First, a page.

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What does the increase in silver divorces mean for adult children?

More people than ever are getting divorced in their pension years and many are remarrying. Is this cause for concern for the children? What do those divorcing and remarrying need to do to avoid acrimony in the family? We asked family solicitor Amanda Phillips and divorce consultant Rhiannon Ford for advice.

“We’re getting divorced”. Not a remark we want to hear usually from our parents at any age but perhaps a particular shock if the aforesaid parents are already retired. Surely if they’ve made it this far they want to share their golden years in companionable togetherness?

Apparently not necessarily. The over 60s are bucking the trend when it comes to divorce, according to the Office of National Statistics. Generally divorces are down since the 1990s, but there’s been a rise in “silver splitters” in England and Wales.

Not only that but there’s also a growth in remarriages, which can be a real shock to the family. Some children are reportedly reacting with horror and even unpleasantness to the new partner.

Sometimes they’re simply defending the other parent. But there’s also concern that the new partner – and their children – can whisk away promised inheritances. That sounds complicated and worrying, but it needn’t be.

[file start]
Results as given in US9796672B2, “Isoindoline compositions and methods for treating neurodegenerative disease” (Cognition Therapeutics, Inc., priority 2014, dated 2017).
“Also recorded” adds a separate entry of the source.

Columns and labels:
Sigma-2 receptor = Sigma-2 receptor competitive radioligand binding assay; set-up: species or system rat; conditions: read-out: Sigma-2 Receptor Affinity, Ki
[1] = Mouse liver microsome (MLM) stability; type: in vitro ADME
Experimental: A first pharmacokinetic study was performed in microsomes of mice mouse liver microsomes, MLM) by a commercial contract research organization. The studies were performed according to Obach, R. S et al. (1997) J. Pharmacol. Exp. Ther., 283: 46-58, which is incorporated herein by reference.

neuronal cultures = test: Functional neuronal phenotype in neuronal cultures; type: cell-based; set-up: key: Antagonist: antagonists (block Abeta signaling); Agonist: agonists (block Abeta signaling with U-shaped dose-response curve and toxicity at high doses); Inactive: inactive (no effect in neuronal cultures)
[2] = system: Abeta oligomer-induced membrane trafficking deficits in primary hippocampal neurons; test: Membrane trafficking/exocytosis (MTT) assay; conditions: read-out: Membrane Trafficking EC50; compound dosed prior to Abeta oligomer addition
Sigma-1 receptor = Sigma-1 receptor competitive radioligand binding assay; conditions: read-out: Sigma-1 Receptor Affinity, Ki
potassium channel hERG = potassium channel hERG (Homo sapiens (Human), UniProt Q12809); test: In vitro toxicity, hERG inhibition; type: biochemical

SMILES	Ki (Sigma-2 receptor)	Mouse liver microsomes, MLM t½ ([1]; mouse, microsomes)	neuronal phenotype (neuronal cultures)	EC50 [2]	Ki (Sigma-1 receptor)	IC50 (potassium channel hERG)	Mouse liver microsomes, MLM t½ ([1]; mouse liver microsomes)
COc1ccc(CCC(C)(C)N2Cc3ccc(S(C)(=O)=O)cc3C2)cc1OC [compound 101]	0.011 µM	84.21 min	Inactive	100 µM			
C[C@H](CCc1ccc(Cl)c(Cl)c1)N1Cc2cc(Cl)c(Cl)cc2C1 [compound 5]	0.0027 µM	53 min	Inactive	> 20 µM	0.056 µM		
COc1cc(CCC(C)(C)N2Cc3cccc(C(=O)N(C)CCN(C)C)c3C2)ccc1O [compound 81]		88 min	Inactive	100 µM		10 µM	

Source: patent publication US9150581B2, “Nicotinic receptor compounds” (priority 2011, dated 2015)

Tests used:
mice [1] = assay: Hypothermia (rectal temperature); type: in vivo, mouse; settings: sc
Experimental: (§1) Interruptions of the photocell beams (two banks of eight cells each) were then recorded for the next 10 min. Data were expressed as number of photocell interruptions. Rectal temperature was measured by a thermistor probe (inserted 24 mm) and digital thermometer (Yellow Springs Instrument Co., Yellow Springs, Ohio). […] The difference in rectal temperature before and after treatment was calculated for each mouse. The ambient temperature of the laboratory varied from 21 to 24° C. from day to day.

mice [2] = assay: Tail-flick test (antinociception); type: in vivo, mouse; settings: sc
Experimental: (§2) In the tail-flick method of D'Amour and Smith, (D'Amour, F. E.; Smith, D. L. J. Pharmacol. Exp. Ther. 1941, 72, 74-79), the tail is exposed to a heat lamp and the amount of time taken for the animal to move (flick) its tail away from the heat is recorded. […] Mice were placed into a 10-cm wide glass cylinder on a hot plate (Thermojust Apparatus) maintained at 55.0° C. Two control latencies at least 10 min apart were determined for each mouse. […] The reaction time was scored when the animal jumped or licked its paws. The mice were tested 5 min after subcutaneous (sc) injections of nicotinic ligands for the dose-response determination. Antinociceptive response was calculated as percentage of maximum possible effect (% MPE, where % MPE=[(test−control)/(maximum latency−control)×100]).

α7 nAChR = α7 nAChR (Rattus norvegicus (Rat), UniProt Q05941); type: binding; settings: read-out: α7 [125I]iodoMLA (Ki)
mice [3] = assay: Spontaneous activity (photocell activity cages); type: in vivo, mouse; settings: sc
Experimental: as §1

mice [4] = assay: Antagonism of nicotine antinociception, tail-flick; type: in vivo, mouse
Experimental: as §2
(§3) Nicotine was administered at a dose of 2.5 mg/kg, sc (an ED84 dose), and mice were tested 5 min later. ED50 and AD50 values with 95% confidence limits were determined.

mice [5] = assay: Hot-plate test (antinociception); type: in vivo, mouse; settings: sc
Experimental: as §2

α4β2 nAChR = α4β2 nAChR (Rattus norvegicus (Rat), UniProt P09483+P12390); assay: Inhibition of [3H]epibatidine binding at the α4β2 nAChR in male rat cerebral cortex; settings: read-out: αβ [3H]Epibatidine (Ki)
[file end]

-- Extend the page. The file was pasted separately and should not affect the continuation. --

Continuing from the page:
Why do more people divorce later now?

Partly it’s because there simply are more people over 60 in today’s population. At the same time, the stigma of divorce has pretty well disappeared for our parents’ generation.

Today’s retiring women have been employed for longer and many are financially independent and have their own pensions. They don’t have to stay in an unhappy relationship to maintain stability. That said it’s both men and women who are instigating divorces.

It’s probably also down to growing longevity. Even if the probability of divorce is still small in each year of retirement, there are more years in which it could happen.

That also means that people in their 60s and 70s and even later have longer to enjoy changes they make in their lives. To complicate matters, that enjoyment could involve a new partner – and the family that they bring with them to a remarriage.

What are the legal implications?

Parents will have wills, pensions and homes and may well have set up legal frameworks such as Power of Attorney. If they divorce they’ll need to make sure these issues are considered and revised to suit the new circumstances.